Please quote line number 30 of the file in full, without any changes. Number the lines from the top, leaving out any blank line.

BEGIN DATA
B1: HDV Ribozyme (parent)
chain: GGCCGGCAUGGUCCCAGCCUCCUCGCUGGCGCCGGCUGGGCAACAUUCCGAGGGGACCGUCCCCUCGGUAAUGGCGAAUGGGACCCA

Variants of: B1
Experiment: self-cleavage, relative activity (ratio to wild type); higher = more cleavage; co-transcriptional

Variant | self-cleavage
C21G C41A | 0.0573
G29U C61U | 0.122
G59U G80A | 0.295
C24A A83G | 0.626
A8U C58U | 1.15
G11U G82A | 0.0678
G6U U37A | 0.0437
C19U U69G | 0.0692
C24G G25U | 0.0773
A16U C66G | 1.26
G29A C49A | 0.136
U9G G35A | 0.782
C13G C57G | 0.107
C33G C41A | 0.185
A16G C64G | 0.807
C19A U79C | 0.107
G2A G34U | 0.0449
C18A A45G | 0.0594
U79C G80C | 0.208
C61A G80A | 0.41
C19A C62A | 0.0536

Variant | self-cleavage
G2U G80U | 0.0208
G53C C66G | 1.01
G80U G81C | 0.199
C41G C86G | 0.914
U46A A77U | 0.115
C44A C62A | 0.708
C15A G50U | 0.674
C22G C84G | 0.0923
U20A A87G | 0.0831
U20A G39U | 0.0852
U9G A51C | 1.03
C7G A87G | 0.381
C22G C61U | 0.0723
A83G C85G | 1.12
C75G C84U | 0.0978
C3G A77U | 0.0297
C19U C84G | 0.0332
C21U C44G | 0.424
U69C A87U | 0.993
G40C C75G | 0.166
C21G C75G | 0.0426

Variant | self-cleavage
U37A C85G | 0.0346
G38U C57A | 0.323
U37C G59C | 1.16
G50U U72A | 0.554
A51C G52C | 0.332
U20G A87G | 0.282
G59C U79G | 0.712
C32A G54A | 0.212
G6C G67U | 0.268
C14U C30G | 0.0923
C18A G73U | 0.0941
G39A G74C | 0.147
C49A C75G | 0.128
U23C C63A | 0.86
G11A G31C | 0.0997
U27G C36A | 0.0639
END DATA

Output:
G80U G81C | 0.199